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Whiplash: How Do X-Rays Help?

Whiplash commonly occurs as a result of a motor vehicle collision when (typically) there is a sudden stop or deceleration that occurs so fast a person cannot adequately brace himself or herself, even when aware of an impending collision. This is because the “whiplash” effect is over in about 500 msec and we cannot voluntarily contract a muscle quicker than about 800 msec. The injury effect is worsened by several other factors including: 1. Small target / large “bullet” vehicle; 2. Too much seat inclination; 3. Improper headrest position; 4. A “springy” seat back; 5. A tall slender neck (females > males); and 6. Head rotation at the time of impact. Suffice it to say, in many cases, there is little one can do to avoid injury. So, how do x-rays help?

Let’s use a classic “rear-end collision” as our example. The driver (female) is seat-belted, in a small compact car, and her car is stopped in traffic. All of a sudden, the car is struck from behind by a ¾ ton pickup truck (“bullet vehicle”). Just before impact, the driver, startled by the squeal of the tires breaking suddenly, turns her head to look behind the car via the rear view mirror. Upon impact, the car is propelled forward and she feels her head accelerate back initially (50-150msec), ride over the headrest (because it was set too low) and then accelerate forwards (150-300msec), without striking the steering wheel (the air bag does not deploy). Her head returns back to an upright position (~500msec) and the she reports being “shaken up.” She visits her chiropractor and an examination reveals neck pain at the endpoints of forward and backward bending, headaches, numbness into the left arm to the thumb side of the hand and weakness in certain arm and wrist muscles. The chiropractor orders a flexion-extension cervical spine X-ray as shown below:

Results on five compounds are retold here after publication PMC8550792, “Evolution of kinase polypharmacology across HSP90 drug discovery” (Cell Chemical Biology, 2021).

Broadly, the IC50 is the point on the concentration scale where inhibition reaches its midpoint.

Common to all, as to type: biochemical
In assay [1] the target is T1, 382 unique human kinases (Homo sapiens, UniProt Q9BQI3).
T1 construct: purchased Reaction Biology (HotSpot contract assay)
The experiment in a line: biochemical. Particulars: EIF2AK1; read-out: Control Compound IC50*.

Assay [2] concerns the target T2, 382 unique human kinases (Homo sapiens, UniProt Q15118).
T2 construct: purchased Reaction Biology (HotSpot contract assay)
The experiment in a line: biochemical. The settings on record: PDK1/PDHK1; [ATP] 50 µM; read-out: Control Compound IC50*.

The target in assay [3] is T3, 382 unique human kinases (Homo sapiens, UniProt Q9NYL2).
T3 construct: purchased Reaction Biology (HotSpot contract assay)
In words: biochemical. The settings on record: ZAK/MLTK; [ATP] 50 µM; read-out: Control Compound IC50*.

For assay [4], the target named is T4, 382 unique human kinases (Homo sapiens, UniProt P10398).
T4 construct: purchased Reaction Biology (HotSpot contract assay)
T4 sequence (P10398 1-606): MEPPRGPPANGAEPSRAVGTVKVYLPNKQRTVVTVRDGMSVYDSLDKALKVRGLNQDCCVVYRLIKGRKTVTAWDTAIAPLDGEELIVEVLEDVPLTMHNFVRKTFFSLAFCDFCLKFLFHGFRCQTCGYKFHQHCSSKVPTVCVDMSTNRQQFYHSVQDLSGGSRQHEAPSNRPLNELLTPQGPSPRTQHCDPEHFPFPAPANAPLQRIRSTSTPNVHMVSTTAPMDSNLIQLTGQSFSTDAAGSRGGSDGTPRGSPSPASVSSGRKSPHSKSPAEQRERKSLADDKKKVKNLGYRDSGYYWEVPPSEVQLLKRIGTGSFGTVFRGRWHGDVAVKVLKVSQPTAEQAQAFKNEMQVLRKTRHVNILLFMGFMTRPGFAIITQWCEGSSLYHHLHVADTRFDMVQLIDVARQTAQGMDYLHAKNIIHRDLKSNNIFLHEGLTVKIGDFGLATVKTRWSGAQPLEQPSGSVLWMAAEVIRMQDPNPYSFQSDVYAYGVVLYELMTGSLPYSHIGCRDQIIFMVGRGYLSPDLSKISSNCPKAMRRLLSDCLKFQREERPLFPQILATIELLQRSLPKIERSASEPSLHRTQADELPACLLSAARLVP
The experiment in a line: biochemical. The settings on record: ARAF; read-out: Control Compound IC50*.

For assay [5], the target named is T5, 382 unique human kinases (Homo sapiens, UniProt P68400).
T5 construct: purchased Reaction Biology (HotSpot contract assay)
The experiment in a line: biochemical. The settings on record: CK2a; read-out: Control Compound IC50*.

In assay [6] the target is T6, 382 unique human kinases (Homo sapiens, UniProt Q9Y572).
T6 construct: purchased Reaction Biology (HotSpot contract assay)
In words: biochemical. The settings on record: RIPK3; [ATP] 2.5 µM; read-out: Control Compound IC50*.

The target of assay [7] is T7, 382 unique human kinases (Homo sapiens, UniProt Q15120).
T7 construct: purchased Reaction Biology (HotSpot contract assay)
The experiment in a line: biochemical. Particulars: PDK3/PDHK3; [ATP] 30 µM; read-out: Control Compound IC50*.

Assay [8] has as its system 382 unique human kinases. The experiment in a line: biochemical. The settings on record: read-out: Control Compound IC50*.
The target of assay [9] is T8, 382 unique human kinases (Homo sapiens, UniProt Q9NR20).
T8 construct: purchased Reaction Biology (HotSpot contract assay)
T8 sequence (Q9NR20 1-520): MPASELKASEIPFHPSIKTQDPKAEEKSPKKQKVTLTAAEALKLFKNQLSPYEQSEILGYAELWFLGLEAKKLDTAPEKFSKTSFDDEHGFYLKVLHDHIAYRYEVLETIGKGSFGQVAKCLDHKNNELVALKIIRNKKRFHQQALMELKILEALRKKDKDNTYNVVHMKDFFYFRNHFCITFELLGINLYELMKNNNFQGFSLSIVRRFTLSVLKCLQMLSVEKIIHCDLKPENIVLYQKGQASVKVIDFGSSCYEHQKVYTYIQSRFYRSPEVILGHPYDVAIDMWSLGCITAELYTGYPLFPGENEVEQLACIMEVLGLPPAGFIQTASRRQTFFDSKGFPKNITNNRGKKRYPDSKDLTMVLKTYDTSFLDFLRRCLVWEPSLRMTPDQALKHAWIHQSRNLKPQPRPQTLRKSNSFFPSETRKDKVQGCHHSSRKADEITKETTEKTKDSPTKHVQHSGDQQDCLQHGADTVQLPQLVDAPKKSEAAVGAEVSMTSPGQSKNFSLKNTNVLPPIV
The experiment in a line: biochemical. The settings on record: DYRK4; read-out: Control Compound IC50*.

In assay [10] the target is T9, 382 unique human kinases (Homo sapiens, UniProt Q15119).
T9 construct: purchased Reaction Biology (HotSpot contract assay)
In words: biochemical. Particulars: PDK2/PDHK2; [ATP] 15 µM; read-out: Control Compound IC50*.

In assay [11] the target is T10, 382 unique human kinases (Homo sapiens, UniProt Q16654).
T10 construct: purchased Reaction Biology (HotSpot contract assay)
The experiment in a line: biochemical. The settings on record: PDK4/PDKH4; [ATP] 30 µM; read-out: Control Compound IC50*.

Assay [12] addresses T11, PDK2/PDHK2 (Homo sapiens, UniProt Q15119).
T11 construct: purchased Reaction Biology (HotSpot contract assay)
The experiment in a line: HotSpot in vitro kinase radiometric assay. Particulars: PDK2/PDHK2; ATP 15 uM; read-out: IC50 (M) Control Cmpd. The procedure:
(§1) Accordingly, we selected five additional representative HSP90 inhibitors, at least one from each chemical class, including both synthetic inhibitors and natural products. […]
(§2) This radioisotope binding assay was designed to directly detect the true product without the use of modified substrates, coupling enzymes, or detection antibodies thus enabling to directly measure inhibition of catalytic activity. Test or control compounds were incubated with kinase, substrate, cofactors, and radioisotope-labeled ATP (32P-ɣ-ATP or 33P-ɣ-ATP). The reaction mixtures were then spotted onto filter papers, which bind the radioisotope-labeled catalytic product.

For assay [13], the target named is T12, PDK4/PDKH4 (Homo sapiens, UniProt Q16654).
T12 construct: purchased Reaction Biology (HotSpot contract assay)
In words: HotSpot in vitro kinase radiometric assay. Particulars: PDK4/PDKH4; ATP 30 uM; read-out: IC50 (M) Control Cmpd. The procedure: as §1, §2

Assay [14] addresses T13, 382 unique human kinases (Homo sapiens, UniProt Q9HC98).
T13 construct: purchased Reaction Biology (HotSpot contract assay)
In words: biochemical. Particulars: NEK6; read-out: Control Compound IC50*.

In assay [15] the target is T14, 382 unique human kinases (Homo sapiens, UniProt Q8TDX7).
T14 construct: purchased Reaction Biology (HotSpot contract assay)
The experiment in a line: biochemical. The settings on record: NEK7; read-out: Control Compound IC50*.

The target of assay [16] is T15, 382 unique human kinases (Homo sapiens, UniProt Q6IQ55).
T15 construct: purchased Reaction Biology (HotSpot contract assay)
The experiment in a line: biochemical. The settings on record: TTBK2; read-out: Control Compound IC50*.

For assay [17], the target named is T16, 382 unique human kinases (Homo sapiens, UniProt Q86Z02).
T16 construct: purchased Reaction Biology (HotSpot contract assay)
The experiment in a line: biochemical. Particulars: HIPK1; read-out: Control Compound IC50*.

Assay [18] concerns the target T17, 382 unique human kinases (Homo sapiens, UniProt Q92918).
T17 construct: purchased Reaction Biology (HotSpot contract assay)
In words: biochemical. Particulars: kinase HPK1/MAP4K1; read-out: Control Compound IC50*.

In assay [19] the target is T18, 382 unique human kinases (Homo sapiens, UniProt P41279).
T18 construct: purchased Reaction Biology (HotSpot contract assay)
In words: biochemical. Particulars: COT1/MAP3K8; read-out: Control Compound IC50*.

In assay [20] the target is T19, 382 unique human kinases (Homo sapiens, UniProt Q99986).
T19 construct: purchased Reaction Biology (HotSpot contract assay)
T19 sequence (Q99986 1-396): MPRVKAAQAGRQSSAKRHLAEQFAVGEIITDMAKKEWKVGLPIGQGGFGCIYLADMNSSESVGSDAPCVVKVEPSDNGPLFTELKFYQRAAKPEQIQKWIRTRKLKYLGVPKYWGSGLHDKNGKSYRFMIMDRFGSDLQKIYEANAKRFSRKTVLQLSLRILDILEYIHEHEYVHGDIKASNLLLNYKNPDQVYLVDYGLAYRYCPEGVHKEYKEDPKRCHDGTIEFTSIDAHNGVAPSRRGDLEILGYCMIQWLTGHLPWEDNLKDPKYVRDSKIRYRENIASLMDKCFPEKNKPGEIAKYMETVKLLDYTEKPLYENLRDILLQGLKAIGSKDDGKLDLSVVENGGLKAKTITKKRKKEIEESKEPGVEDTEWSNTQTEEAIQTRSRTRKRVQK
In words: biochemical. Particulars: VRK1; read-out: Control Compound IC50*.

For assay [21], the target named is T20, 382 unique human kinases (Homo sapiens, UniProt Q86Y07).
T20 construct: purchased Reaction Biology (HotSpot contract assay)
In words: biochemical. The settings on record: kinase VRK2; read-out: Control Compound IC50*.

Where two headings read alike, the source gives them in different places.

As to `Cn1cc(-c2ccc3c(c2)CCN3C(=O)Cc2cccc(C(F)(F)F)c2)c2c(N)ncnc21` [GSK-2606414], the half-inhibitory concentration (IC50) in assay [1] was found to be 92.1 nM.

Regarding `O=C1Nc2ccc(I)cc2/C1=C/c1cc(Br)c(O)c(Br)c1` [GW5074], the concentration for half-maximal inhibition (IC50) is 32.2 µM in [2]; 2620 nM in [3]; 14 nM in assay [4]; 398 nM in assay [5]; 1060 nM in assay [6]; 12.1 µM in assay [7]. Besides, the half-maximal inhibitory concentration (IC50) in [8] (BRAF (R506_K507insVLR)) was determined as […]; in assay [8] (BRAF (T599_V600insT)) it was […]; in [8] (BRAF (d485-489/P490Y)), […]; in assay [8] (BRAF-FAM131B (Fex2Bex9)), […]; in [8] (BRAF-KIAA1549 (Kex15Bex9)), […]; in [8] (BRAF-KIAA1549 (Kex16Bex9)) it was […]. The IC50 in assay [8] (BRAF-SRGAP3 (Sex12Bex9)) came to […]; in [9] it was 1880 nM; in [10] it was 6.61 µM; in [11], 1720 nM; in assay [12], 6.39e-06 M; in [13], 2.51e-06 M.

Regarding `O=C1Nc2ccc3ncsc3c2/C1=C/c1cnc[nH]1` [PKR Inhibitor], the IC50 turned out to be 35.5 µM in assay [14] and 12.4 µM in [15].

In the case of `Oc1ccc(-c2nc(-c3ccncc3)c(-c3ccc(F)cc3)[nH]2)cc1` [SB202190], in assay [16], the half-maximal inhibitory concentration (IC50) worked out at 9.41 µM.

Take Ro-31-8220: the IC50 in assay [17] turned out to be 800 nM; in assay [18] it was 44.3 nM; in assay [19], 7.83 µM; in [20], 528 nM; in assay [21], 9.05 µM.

The X-rays are explained to the patient as follows: “…The middle image shows a reversed cervical curve when bending forwards but notice how little the spine and head have moved forwards? It hurts because the ligaments that hold the bones together have either over-stretched or torn, which is called a “sprain.” If the head and neck are forced far enough forwards, then something has got to give. Either bones will fracture or ligaments will tear, or both. When ligaments tear, the bones separate or open up greater than the levels above and below (see the two arrows). This creates a rather acute angle, like someone broke a stick. Looking closely on the X-ray, the vertebra above appears to be sliding forwards (C4 over 5), which again supports torn ligaments and loss of stability.”


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